SINGAPORE: Upholding the rule of law is key to Singapore’s survival, and the Attorney-General’s Chambers (AGC) plays a critical role in doing that, Prime Minister Lee Hsien Loong said on Friday (Mar 31).
Speaking at an event commemorating the AGC’s 150th anniversary. Mr Lee said emphasising the rule of law is a “vital national interest” for a small country like Singapore, and helped Singapore to distinguish itself from other developing countries and move from third world to first.
"We say what we mean, and we mean what we say. We honour agreements we enter into and we expect others to honour agreements they enter with us," he said.
“Sometimes we are faulted for being rigid and inflexible – too straight. But it is absolutely critical for our words to count and for us to hold others to what they have undertaken to us.”
Upholding the rule of law also means that everyone is treated equally under the law – whether he is an individual or the Government, Mr Lee said.
"Individuals can get redress for their grievances, be it against their peers, persons in high positions or the Government,” he said. “It means people trust the courts to hear their cases impartially and render judgements in accordance to the law and the facts.
"Wrongdoing is punished firmly and fairly, with mercy and compassion shown to deserving cases."
But while it is important to uphold individual rights and freedoms, these have to be carefully balanced against society's need to maintain law and order, and fostering social cohesion among people of different races and religions who call Singapore home, he added.
AGC CRITICAL IN DEFENDING SINGAPORE’S INTERESTS
As the public prosecutor, the AGC enforces all laws “without fear or favour”. Whether it is charging a high-profile individual for corruption or serving as Singapore’s international lawyer, the AGC has a critical role, Mr Lee said.
"As public prosecutors, you ensure that everyone is accountable for their actions. You enforce all our laws, whether it is against drug abuse, organised crime, unauthorised money lending or terrorism," he said. "Because our laws are enforced, Singaporeans and foreigners know that here in Singapore, they are safe and secure."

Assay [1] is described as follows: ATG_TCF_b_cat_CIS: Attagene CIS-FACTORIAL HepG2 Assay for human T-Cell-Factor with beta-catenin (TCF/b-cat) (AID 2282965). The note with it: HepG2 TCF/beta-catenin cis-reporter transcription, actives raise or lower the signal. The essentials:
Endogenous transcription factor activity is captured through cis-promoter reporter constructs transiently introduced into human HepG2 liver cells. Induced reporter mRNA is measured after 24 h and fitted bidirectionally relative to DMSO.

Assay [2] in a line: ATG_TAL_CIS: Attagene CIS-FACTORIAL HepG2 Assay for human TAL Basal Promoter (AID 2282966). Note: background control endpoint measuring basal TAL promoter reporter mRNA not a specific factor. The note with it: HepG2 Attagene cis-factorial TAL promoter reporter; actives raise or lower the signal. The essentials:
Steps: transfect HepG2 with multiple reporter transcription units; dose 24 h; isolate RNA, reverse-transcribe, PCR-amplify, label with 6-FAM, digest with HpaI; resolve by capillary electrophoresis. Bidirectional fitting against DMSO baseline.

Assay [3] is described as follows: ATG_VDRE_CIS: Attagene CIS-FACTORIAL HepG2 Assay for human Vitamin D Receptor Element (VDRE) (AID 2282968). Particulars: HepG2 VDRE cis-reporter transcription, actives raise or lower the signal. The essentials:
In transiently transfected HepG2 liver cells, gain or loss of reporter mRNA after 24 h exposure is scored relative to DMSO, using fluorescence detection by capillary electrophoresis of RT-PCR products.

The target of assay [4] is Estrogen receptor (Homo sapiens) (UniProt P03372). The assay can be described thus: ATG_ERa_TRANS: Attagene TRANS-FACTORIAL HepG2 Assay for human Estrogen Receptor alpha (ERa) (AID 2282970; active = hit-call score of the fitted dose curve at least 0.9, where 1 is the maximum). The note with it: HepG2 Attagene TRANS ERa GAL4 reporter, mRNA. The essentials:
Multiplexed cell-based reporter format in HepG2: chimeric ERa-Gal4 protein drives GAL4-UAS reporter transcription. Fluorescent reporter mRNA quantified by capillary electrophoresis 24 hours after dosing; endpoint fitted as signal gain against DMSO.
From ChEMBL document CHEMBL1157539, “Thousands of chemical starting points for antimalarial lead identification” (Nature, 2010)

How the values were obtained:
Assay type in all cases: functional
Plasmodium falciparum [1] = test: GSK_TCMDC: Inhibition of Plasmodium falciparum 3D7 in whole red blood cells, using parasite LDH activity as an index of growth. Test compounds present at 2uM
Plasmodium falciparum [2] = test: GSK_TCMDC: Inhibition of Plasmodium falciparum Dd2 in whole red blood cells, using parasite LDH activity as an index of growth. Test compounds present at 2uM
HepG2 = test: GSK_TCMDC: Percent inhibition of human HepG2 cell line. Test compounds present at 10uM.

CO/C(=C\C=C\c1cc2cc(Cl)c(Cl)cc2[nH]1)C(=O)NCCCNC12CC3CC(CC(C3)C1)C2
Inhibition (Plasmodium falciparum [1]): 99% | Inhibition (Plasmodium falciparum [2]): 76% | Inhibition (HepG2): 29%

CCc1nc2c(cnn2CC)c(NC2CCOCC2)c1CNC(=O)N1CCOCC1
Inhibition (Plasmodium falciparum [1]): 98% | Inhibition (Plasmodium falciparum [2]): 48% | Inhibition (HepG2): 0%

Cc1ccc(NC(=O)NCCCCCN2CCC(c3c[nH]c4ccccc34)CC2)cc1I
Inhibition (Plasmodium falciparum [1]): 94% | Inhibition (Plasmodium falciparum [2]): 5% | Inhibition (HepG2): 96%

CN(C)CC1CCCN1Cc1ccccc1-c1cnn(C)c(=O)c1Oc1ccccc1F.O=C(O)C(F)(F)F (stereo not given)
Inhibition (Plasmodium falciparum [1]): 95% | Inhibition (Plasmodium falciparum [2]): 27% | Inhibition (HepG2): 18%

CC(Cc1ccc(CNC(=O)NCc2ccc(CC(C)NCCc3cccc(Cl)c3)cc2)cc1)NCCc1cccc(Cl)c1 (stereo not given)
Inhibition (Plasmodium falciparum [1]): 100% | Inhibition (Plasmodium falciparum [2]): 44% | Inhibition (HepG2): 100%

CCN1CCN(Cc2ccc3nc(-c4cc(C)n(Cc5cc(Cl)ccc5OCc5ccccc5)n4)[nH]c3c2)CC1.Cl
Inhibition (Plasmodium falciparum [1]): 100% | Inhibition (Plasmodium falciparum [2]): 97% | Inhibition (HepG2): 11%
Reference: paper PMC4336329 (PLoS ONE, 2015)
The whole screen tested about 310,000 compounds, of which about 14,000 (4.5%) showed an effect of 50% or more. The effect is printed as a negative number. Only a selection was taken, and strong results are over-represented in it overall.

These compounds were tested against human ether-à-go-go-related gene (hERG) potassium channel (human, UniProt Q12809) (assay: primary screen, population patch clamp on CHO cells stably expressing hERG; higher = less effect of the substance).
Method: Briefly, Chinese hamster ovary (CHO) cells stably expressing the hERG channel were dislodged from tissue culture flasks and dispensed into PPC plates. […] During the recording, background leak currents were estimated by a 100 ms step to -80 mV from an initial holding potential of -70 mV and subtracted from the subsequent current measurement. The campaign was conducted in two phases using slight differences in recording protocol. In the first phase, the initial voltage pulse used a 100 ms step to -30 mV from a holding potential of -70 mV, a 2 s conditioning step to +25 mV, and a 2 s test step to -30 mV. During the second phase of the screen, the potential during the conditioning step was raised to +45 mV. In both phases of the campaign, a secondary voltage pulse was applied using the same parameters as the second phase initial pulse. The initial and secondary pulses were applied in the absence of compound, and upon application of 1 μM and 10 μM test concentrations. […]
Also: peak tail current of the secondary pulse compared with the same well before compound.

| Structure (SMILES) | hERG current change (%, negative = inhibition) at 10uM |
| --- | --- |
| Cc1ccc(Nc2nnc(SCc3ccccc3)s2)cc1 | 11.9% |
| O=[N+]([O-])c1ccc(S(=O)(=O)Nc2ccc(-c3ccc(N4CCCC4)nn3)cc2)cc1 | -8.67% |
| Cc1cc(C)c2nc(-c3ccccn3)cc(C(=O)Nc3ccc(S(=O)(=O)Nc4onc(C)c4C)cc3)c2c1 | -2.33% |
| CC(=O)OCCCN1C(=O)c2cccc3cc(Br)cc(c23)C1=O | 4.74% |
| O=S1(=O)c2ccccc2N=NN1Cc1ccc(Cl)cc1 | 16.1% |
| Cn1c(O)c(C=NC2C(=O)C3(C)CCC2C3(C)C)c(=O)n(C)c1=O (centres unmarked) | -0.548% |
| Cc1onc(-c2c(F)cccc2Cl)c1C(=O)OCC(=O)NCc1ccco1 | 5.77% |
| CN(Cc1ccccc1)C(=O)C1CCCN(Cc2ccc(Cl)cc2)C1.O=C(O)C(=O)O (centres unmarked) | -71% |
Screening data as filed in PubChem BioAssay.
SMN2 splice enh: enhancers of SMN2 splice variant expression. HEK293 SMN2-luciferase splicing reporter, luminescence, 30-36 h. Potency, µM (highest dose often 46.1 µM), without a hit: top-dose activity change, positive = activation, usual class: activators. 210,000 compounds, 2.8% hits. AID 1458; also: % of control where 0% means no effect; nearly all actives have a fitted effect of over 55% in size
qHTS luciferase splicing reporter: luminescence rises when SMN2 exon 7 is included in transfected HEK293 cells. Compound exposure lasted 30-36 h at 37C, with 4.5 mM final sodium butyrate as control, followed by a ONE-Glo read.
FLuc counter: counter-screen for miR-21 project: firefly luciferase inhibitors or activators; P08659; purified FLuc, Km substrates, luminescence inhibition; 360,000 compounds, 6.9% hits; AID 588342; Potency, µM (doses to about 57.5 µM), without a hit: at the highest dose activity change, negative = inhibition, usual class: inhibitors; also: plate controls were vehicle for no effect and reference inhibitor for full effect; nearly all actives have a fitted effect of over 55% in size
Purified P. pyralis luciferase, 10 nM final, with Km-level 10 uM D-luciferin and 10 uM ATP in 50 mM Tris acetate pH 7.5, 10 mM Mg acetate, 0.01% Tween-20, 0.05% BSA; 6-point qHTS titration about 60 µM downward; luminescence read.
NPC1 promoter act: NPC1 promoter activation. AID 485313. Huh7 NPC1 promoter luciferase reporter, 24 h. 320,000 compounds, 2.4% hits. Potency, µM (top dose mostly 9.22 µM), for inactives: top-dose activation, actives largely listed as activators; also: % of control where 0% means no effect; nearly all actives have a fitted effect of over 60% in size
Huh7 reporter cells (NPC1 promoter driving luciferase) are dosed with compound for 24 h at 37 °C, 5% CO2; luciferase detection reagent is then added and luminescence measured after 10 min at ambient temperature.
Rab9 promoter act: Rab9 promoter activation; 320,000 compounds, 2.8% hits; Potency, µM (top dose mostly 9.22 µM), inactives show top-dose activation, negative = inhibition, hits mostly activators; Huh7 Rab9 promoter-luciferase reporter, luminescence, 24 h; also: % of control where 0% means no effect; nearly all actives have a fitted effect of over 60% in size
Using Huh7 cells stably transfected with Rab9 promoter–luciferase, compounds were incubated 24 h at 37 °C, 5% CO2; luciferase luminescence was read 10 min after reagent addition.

He also cited the AGC’s role in the Pedra Branca case, lauding the professionalism and dedication of the AGC officers who worked on the case.
"The outcome in our favour reflected their efforts and their capability," Mr Lee said. "Malaysia is now taking steps to revise that judgment. They are entitled to try. But it is our Government's duty to defend Singapore's interests in accordance with international law.
"And I am confident of the eventual outcome, because we have a capable and experienced team in AGC advising us.”
As the drafter of legislation, the AGC also advises the Government when laws need to be updated or new ones need to be introduced, he noted.
“But when we have to make laws on our own that have no precedent elsewhere, we have to be very deliberate, think creatively and feel our way forward, and recognise that we will have to amend the laws later as we gain experience working it, to deal with unexpected issues or react to changing circumstances,” he said.
He raised the example of the Elected Presidency, and the AGC’s role in introducing and amending the related laws since it was first legislated in 1991.
"In the last 30 years, we have amended the Elected President provisions in the Constitution multiple times, to make the system work properly as intended," Mr Lee said. "The recurring theme has been striking the right balance between the Government's need for operational flexibility with the President's duty to exercise effective oversight."
To commemorate the AGC's 150th anniversary, a book chronicling its history was also launched.
The AGC was first set up in 1867 with just three lawyers, and has since expanded to around 560 legal and non-legal officers serving in five legal divisions ranging from criminal justice to international affairs, as well as its supporting divisions.
Additional reporting by Wendy Wong.